This is not a book review, but I thought some people might find it helpful, so here it is.
I have just come back from a public lecture given by Tim Winter in Gonville and Caius College, a lecture on Islamic ethics as personified by Prophet Muhammad (peace be upon him). I went with a non-Muslim friend and as much as I was moved by the lecture, she was visibly more moved. It is her particular reaction to the lecture that made me decide to write a review on it.
Winter started by illuminating on the personality of the Prophet. According to Muslim chronicles, it took 23 years for Muhammad (pbuh) to bring about a nearly complete transformation of the Arab peninsular, from a pagan society of feuding tribes to an ordered monotheist community governed by a single law. This man was no theorist, he did not commit to writing a set of principles or a dogma that his followers can cling to; in fact he could not read nor write. At a time when the Quran was more a verbal guidance than a codified source of law that it is now, people were more attracted by what they witnessed rather than everything else. The Prophet's personality or mannerism (خلق) is very likely to have accounted for the success of the societal transformation of Arabia during that time.
The Prophet claimed that he was sent by God to perfect the human character*. It is in the perfection of human character that the universal ethics in Islam lie. Winter calls this set of ethics universal because despite liberal democratic values, there are things that people still find to be intrinsically wrong. Winter gave the example of modesty, one of the underpinning value in the Prophet's life. It was reported that the Prophet was more shy than a virgin in a tent (I take that to mean very shy indeed!). The west might be more willing to accept certain immodest behaviours but the notion of modesty itself is not alien to westerners. Even now, public nudity is still illegal in most European countries. The same goes to other Islamic ethics that non-Muslims are able to relate to; perhaps not in the same magnitude as Muslims, but the avenue for understanding is there.
Of course, we as Muslims have a duty to facilitate this understanding, even when at times we are forced to resort to utilitarian explanation of Islam. For example, a non-Muslim who asks about the headscarf may be given the rather secular answer (the society will benefit more if women wear modest attires, etc) and not the real answer, which is that Muslims simply submit to God's order to cover their aurah (عورة). This duty to help understanding lies behind the core duty of spreading the word of God, but it does not do to dismiss the real reason for most of Muslim's behaviours: submission to God's will, the underlying principle within each Muslim's life.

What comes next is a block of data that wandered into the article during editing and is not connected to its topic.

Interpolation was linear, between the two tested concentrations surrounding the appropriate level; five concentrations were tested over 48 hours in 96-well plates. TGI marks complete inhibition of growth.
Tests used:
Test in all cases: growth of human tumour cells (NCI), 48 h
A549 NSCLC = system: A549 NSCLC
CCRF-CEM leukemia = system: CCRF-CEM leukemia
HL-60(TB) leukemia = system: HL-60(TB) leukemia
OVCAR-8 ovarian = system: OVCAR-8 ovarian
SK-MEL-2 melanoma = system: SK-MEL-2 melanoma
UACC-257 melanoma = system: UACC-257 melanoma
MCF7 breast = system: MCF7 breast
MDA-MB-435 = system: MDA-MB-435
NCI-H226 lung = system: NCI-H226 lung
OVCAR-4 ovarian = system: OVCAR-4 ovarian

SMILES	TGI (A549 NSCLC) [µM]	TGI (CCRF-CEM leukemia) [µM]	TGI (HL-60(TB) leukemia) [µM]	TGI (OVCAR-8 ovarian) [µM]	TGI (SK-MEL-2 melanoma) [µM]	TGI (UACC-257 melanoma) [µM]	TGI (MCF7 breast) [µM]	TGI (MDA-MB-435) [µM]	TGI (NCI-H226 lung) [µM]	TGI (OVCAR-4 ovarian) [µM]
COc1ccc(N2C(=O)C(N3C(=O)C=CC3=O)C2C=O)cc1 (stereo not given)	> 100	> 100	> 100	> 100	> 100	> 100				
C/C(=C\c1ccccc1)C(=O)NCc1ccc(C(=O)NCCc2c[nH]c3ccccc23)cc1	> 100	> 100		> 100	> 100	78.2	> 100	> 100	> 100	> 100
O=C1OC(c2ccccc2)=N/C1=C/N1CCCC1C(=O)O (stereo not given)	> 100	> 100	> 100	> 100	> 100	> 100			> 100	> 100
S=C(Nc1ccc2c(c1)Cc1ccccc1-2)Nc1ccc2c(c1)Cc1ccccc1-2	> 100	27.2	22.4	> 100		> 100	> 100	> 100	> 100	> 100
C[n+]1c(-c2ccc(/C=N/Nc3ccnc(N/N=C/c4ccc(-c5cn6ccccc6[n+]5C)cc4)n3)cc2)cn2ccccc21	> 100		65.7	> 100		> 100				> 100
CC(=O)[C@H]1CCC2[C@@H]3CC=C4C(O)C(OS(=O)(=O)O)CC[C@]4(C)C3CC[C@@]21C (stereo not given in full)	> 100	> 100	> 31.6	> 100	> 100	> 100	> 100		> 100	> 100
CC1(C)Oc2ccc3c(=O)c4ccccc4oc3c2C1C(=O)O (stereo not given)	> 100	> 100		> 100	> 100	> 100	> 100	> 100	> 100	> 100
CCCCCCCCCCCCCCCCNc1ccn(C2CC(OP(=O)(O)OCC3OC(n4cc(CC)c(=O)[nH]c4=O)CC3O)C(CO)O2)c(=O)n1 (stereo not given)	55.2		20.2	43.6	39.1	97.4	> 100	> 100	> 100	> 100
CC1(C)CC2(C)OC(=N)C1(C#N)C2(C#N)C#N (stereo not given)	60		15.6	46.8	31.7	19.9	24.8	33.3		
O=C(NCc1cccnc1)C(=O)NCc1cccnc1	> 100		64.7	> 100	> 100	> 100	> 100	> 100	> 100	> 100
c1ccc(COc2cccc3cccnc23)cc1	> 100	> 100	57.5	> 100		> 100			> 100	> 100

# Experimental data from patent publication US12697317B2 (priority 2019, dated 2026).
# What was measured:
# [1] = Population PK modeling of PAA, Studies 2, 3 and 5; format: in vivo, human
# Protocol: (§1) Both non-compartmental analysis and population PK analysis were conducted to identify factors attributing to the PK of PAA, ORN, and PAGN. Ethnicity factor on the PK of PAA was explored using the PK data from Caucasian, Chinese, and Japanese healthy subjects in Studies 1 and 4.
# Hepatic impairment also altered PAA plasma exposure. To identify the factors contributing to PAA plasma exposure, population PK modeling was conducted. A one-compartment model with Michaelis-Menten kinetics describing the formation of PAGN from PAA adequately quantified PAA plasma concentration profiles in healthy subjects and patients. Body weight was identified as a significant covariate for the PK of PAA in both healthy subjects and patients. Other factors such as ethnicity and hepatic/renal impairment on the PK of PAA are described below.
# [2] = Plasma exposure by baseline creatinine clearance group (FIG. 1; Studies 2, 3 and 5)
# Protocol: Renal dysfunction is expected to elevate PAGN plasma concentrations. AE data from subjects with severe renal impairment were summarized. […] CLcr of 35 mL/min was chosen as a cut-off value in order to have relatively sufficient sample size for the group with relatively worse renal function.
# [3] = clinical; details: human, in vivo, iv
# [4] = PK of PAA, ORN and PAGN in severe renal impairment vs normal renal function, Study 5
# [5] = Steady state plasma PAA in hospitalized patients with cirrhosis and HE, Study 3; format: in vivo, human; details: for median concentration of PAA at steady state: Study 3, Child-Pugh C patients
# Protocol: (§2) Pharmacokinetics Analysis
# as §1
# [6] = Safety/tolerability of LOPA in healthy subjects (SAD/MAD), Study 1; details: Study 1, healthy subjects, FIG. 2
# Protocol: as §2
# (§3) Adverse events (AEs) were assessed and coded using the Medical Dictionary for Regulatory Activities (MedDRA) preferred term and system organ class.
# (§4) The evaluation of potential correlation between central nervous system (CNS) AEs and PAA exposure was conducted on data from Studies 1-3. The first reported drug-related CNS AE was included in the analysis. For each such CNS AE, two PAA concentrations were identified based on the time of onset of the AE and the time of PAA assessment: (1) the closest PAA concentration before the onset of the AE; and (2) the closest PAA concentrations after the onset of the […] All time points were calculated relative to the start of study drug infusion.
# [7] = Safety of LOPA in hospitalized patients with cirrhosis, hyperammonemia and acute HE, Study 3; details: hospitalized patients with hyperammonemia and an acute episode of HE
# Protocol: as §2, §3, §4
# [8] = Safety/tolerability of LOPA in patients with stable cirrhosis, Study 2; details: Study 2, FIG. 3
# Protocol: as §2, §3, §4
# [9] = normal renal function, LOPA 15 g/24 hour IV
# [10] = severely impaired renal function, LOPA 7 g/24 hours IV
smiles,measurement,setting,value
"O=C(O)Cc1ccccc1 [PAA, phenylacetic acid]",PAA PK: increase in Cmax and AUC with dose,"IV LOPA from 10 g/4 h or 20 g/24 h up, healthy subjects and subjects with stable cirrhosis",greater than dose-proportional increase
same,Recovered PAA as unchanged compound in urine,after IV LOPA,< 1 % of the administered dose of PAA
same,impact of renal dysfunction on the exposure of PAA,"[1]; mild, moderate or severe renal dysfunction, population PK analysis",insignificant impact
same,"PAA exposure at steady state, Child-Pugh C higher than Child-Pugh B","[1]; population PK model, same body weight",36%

One need not go further to find the essence of Islamic ethics than to be familiar with God's attributes. Winter alludes to the idea of moral excellence by adorning ourselves with divine qualities. The 99 names of Allah help us to identify the characteristics of the perfect being. This does not mean that we are prescribed a duty to be the perfect being. It is in the process of striving to be morally excellent by means of emulating the divine attributes that Islamic ethics can truly be meaningful. And then, there is of course, the example of the Prophet himself, whose character, according to his wife Aishah, is the Quran.
One of the most important lessons that we can take home is perhaps the alertness to the present in our reflection of the transience of life. Islam pays a lot of attention to the afterlife, and the Prophet himself said that the wisest man is he who thinks of death constantly. By bearing in mind that the future is not certain and that death may come at any time, we can do well by focusing on the present. I personally have found myself inhibited from doing the right thing because I fear the consequences that might entail. The Prophet himself never went to sleep before giving away what little money he had in his possession that day. His absolute trust in God's provision absolves him of fear of the future's uncertainty. Some people say that this is foolhardy; how can you not worry about the future even for a bit? Surely we have to plan for the future? Yes we do, but not at the expense of doing the right thing now. Whenever we feel held back from doing what is right, maybe because it is not financially or socially wise to do so, remind ourselves of what The Prophet said to Abu Bakr, "Do not be sad for Allah is with us. / لا تحزن إنالله معنا "**
There is a lot more discussed in the lecture but I am pressed for time since tomorrow will be a full day for me and there is some work I have to do. I will end the review here and hope that you find it as helpful as my friend and I did. In the mean time, stay well : )
* Sahih Muslim, 6017
** The Quran 9:40